Thanks to Kevin Alison, Daz, Emma, Julie, Andrew Paul and Toby for coming for a wander this week.
We started at the Cross Keys public house just outside of Guisborough and followed the Tees Link trail through fields up onto Eston Moor.
The climb up was a good warm-up and our collective pulses and hearts were soon pounding in time with our hard-working quads.
Once onto the path leads to Moordale Bog, which is a mishmash of small trees, bushes, and water courses we had a quick stop at the wooden cross memorial to a German World War 2 pilot who died after parachuting from his stricken plane in 1941.
from there we followed the main track up onto Eston Moor, which eventually leads to the Beacon and trig point, which looks over Teesside towards Teesmouth and the North Sea.
Back in medieval times, it was known as the Mare Germanicum, Mare being Latin for the sea. Further back when Viking raiders sailed across it in search of wealth and land it was called Vesterhavet or West Sea. Collectively in old Norse and English sagas or stories seas were known as The Whale Roads. An example of this is the tale of the warrior Beowulf, probably written in the 6th century CE, which tells of how he and his men travelled on the whale-road to free King Hrothgar from the nightly torments of the monster Grendel.
Ok, I digress, but in my defence, I find it hard to resist penning a line or three regarding name etymology.
From the Nab we ran along the ridge for half a mile or so before dropping down through woods towards Lazenby. Burnt out cars and other detritus left by wild campers infest the hillside like open sores. Left without thought or reason by individuals or groups who care nothing for themselves, others or the environment they despoil by leaving evidence of their presence for all to see.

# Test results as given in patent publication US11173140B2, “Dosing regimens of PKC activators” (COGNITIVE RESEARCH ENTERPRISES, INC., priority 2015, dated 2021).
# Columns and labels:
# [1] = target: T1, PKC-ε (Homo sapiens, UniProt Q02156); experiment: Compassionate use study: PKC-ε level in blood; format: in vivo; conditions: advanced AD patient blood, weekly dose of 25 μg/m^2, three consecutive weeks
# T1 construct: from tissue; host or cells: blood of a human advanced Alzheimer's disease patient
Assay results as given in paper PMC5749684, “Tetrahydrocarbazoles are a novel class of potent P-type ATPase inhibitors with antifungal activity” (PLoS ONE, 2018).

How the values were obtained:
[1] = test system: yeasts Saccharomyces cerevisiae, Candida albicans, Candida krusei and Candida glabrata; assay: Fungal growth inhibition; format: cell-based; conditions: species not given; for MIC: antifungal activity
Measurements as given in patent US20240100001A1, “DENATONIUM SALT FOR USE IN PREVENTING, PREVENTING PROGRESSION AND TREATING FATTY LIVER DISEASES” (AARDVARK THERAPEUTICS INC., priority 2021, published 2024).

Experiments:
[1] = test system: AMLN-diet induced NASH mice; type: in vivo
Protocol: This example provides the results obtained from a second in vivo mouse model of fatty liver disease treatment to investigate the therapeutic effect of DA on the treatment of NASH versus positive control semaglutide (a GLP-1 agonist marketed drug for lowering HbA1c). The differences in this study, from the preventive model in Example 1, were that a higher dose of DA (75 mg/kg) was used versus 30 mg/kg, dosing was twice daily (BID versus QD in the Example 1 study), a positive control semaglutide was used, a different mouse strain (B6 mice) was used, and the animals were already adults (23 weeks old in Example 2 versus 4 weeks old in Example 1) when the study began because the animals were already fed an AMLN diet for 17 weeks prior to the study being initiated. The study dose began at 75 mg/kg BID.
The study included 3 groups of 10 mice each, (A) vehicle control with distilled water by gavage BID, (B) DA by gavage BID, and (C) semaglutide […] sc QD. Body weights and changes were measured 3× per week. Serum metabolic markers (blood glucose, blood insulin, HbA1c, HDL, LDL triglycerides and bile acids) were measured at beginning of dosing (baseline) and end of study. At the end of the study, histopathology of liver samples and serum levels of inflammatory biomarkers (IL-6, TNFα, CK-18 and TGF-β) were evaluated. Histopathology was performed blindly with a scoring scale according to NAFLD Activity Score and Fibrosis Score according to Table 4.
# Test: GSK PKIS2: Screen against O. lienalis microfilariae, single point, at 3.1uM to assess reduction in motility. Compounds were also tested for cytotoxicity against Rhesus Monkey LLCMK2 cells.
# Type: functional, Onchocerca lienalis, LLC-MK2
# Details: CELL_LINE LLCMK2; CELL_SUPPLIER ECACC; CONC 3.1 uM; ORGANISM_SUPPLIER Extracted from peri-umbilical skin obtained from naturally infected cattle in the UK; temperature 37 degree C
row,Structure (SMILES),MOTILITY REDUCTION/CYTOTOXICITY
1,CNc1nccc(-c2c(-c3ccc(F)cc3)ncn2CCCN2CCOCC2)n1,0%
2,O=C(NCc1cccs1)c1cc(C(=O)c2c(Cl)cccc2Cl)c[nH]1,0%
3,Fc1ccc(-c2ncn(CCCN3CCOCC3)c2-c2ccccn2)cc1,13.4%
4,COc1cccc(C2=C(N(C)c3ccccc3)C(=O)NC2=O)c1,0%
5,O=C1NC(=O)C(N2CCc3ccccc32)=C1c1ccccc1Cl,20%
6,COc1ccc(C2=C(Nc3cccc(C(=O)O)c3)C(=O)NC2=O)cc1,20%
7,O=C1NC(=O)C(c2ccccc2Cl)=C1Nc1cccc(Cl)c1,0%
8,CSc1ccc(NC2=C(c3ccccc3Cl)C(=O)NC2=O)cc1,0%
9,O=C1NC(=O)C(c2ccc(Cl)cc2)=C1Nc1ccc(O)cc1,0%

As is the way with the natural world the trees and undergrowth seem to have an inbuilt consciousness to such things and do their best to conceal humankind's mistreatment of their habitat by rapid re growth, and soon cover all that should not be there in the greens and browns of the forest...
After dropping down we turned back to the hill and climbed up towards the ridge once more, following a deeply rutted track which at this time of the year is still spread with a porridge like mix of earth and water. Which sticks to your trainers, adding weight to already heavy, ascent tired legs.
Back at the Nab we had a quick natter around the trig point whilst behind us the lights of Teesside began to shine brighter, its shadows lengthening as the sun slipped below the western horizon.
From the trig we followed the track which runs along the edge of what is collectively known as Wilton Moor Plantations. These are a group of coniferous woods which run between Eston Moor and Wilton Lane, probably having been planted over the last 50 years or so for the timber industry.
This track eventually becomes a path between fields before leading us back to the Tees Link Trail and a downhill finish.
The tale of the tape of last weeks wander was just under 6 miles run with 900ft climbed, so not too shabby for an evening trot. Certainly enough to be worthy of a pint as a reward...
No wander next week as I will be trotting on backwards and forwards over the Severn Bridge 💪🦍.